The Search For Housing Solutions
By Beth Milligan | Feb. 2, 2021
Two major grants totaling $275,000 will fund a Housing North campaign in 2021 and 2022 to mobilize solutions around the region’s housing crisis, including training advocates to champion housing programs, offering free educational events, and coaching local communities on becoming more welcoming to affordable housing developments. Recent housing studies show the region has demand for over 15,600 more housing units – 70 percent of those being rentals – with market need primarily centered on homes under $200,000 and rents below $800 a month.
Housing North, a ten-county nonprofit focused on regional housing solutions, received $125,000 from Rotary Charities and $150,000 from the Frey Foundation to fund the two-year Homes for Our Future campaign. “Affordable housing has been a critical issue in our region for years,” says Rotary Charities Executive Director Becky Ewing. “It’s a complex system with many moving parts.” Frey Foundation President Holly Johnson says her organization hopes the grant funding will “expand our neighborhood-based housing initiatives in Northwest Michigan, foster additional public-private partnerships, and further leverage capital investment to expand housing options across the region.”
Housing North Executive Director Yarrow Brown is the first to acknowledge that tackling the housing shortage is a “big endeavor.” The first step in trying to enact systemic change is “communicating the need, getting everyone on the same page, and creating an advocacy network that will work on changing things from the ground up,” she says. The need may be obvious to locals – particularly anyone who’s recently competed for an apartment or tried to buy a home – but the numbers put the challenge in starker context. Despite the nearly 16,000 units believed to be needed to alleviate local demand, analysis shows that the overall available housing stock in the 10-county region remained flat between 2010 and 2016. During the same time period, however, the number of units classified as “seasonal” increased by 15 percent.
“Short-term rentals are a concern,” says Brown. “We need them, but we need a balance, where you don't have 70 percent of people leaving in the winter.” In local surveys, “access to housing” has been identified as a primary obstacle to creating new jobs, with young professionals considering leaving the region because of challenges finding housing. Housing shortages drive up living expenses, with people living further from their jobs and paying more in gas to commute – factors that also impact traffic and the environment, according to Housing North.
Brown says despite the seeming intractability of the housing problem, there are practical solutions that can bring change. Housing North will hold three free public virtual events this month to start training residents and government partners on options, including an Advocacy 101 session on February 9 from 6pm-8pm, an overview of the Michigan Housing Coalition on February 17 from 2pm-3:30pm, and a session on Land Bank Partnerships on February 24 from 2pm-3:30pm (registration information for all events is online here). More events are expected to follow in the months ahead.
Part of the campaign goal is to create an army of advocates who are educated on housing issues and can show up to local meetings to support solutions. “We want to train them to talk to elected officials, attend meetings, respond to calls to action, and write letters at the state level,” Brown says. Residents sharing their own first-hand experiences and struggles with housing can be particularly impactful. “When there is NIMBYism or people against a (housing) project calling or writing in, we need more of those voices commenting in support,” she says. “There can be a lot of stereotypes about people in need of housing, and we want to share all sides of the story. We have to be redundant and have our leaders hear over and over that it’s a concern.”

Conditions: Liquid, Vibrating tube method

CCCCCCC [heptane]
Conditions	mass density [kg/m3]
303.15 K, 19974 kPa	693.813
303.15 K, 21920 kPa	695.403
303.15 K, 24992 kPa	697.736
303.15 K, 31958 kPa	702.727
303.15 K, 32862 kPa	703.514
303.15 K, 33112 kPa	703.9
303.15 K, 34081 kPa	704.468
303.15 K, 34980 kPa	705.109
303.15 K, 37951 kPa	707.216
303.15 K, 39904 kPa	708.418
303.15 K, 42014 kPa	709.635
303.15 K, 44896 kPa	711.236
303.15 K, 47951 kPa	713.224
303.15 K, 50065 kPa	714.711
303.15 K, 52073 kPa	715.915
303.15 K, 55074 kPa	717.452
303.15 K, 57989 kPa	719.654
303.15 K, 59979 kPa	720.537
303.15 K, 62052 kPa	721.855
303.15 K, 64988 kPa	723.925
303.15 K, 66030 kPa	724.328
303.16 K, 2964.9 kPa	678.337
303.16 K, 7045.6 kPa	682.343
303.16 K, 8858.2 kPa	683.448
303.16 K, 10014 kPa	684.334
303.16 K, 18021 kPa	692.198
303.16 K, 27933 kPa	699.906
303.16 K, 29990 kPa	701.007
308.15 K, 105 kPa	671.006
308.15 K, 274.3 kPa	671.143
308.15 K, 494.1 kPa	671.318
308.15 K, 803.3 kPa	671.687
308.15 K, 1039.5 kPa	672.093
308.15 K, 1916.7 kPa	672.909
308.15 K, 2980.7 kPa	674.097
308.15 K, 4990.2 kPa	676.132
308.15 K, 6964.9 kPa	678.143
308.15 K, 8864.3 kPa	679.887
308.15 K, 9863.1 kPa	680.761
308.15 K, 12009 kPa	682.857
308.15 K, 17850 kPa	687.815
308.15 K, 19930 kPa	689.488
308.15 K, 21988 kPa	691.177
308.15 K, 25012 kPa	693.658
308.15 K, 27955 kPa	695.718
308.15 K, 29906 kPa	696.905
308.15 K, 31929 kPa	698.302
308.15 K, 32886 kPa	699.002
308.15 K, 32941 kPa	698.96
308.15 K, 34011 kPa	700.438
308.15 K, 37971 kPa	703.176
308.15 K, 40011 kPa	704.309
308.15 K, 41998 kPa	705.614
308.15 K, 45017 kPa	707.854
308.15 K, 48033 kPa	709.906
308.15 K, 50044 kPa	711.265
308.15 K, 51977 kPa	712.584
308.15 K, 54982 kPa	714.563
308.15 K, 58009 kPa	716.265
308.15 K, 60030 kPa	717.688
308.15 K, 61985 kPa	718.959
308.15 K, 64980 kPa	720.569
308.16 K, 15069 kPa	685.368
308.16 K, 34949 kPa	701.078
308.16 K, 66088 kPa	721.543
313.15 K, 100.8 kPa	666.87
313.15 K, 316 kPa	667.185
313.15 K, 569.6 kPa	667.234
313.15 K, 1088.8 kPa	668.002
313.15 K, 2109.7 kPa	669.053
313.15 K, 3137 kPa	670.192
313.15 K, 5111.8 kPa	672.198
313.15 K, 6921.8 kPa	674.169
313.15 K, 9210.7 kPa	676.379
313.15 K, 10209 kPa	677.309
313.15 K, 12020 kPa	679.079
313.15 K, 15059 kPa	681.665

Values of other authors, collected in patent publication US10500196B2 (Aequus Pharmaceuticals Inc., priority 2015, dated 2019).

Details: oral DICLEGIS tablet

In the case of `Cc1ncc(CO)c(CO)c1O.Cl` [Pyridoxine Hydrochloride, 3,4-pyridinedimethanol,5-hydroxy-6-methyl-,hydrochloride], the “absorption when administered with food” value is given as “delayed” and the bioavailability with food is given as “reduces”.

Housing North also plans to work directly with local governments to enact policy changes – like zoning rewrites to allow for accessory dwelling units, duplexes, tiny homes, seasonal RV parks, and other options for increased housing density – and funding tools municipalities can use to encourage housing, ranging from land grants and zero-percent loans to brownfield and TIF funds. Housing North has created a Housing Ready Checklist for communities to follow and resolutions of support that can be adopted by local commissions and boards to back the campaign. Some municipalities are already tackling housing as a priority – Traverse City planning commissioners spent much of 2020 on policies to encourage housing and denser development, and Garfield Township planning commissioners last week identified housing as a 2021 priority – but other municipalities are further behind the curve, Brown says.
“I think people are very motivated, but COVID has made things more difficult and has also made the need greater,” Brown says. “Every community has their own pulse. Half are close to being ready, and the other half are doing something and could use some support and direction.” Brown adds Housing North is also working with state leaders to address bigger policy changes, from homestead tax exemptions for landlords renting out workforce housing units to new criteria for Michigan State Housing Development Authority (MSHDA) grants that could drive more funding to rural northern communities instead of primarily downstate urban areas.
Brown hopes the Homes for Our Future campaign will create meaningful progress on the housing front, opening the door wider to developers who want to build workforce and “missing middle” housing, reducing policy and funding barriers to construction, and creating more opportunities for workers to find stable homes. “We are a tourism-based community, but we want people who can live and work here year-round,” she says.Comment